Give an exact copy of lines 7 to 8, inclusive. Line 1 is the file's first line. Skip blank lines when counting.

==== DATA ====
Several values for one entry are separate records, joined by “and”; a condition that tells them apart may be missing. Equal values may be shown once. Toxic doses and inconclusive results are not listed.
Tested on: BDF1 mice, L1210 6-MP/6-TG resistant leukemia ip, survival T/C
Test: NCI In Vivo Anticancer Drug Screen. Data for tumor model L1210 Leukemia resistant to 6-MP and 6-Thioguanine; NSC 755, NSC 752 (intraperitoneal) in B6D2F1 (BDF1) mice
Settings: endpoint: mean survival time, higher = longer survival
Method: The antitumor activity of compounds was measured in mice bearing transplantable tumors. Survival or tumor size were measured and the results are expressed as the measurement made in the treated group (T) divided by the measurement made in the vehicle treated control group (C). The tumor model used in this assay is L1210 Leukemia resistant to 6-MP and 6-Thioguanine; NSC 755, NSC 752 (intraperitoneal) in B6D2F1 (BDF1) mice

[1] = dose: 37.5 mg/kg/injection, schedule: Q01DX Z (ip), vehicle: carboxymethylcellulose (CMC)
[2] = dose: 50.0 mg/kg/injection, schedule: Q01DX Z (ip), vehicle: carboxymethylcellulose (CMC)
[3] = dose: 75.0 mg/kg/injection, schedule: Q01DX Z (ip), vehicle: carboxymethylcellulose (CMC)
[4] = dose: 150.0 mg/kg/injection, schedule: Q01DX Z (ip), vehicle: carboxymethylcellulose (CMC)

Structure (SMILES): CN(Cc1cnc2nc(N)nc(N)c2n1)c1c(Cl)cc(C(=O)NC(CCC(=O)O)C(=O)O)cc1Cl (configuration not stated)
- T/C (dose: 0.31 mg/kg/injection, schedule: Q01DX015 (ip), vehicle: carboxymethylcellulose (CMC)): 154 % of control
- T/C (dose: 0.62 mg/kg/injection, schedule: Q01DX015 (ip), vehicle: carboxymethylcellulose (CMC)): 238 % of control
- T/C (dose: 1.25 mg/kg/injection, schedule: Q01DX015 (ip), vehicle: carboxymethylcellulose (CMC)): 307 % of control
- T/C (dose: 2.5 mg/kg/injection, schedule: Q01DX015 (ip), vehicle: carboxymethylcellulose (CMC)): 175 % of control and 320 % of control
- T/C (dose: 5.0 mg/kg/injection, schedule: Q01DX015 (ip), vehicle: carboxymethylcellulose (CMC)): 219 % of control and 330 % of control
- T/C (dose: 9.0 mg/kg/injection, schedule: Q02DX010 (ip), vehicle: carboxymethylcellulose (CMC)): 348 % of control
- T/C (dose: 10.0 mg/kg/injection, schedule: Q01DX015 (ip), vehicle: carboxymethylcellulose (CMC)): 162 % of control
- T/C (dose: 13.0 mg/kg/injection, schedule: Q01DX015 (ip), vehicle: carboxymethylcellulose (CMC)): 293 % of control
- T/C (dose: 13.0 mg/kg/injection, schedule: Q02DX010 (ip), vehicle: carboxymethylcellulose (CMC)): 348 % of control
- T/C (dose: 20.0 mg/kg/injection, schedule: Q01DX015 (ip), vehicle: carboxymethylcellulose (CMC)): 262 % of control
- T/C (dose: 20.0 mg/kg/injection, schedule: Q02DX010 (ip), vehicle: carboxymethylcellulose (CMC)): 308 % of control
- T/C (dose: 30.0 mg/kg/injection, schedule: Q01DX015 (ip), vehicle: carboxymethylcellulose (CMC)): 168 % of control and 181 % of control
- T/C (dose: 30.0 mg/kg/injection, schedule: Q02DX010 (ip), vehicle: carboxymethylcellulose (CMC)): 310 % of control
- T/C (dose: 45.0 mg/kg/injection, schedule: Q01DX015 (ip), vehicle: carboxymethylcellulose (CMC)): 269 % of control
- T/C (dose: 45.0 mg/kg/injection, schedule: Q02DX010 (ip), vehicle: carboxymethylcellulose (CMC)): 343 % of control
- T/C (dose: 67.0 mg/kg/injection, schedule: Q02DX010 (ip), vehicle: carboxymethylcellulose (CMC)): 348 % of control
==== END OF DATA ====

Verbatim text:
[2] = dose: 50.0 mg/kg/injection, schedule: Q01DX Z (ip), vehicle: carboxymethylcellulose (CMC)
[3] = dose: 75.0 mg/kg/injection, schedule: Q01DX Z (ip), vehicle: carboxymethylcellulose (CMC)